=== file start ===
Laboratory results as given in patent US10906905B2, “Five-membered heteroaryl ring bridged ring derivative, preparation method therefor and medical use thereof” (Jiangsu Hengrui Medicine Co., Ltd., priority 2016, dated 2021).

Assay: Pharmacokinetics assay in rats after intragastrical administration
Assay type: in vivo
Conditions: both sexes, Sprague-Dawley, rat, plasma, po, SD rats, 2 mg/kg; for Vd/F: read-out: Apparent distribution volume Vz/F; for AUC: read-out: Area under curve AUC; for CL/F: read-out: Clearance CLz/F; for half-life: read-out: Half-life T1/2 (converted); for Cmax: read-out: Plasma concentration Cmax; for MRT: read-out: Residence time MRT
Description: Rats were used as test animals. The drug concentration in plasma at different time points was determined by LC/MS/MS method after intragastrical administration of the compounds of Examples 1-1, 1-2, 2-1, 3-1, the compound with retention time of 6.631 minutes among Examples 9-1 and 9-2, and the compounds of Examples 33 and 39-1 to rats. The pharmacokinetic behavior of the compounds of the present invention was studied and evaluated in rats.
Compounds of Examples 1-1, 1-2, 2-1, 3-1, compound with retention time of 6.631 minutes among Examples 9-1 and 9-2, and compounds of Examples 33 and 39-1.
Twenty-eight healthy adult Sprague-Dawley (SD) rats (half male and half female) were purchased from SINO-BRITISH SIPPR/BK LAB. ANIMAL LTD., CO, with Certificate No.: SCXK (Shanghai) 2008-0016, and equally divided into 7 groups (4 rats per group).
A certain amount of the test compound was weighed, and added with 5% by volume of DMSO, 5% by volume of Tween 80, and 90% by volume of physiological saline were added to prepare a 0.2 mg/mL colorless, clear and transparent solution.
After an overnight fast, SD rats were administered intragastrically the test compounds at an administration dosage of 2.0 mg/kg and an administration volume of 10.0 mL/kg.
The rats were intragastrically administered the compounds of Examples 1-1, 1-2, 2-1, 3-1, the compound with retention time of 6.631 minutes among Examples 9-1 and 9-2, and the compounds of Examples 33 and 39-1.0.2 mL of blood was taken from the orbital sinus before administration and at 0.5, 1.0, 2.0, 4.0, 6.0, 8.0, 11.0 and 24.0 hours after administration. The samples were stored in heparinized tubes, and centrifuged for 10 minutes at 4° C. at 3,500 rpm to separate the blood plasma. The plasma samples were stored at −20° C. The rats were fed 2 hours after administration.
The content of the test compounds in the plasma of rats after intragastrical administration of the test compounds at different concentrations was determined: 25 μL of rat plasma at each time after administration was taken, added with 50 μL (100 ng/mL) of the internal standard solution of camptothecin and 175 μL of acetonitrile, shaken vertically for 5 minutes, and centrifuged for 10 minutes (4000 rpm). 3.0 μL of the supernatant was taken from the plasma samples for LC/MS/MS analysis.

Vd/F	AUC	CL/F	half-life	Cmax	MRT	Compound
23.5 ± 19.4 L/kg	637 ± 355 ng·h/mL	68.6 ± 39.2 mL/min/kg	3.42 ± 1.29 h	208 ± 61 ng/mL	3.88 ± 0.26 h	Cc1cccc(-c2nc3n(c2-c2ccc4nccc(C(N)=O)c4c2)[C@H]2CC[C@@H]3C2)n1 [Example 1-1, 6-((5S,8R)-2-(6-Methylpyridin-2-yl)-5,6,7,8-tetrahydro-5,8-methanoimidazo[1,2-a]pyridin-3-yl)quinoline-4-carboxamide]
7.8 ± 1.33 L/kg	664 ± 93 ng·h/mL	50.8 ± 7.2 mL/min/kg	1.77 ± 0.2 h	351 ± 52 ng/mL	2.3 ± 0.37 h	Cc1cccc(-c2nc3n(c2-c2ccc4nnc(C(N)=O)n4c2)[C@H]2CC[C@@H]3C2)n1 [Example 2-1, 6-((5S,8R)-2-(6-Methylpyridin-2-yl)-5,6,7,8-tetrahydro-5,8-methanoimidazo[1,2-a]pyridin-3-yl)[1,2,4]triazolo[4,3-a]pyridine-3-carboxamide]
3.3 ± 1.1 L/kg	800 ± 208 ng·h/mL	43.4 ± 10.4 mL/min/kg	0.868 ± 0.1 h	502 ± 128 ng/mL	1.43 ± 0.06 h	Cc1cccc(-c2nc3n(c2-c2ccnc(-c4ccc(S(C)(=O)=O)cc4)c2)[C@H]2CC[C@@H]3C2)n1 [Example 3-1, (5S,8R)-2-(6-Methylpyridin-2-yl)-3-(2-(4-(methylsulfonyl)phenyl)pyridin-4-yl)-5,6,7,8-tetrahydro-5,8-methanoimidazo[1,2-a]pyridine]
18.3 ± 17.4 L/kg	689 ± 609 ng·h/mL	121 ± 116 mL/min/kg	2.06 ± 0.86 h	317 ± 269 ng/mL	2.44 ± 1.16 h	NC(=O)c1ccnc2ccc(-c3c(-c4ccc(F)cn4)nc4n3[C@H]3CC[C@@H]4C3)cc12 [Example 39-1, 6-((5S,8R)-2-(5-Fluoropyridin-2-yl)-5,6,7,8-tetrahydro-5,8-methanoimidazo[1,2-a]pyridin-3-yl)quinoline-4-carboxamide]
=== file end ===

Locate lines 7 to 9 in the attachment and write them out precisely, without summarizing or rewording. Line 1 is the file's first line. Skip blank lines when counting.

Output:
Twenty-eight healthy adult Sprague-Dawley (SD) rats (half male and half female) were purchased from SINO-BRITISH SIPPR/BK LAB. ANIMAL LTD., CO, with Certificate No.: SCXK (Shanghai) 2008-0016, and equally divided into 7 groups (4 rats per group).
A certain amount of the test compound was weighed, and added with 5% by volume of DMSO, 5% by volume of Tween 80, and 90% by volume of physiological saline were added to prepare a 0.2 mg/mL colorless, clear and transparent solution.
After an overnight fast, SD rats were administered intragastrically the test compounds at an administration dosage of 2.0 mg/kg and an administration volume of 10.0 mL/kg.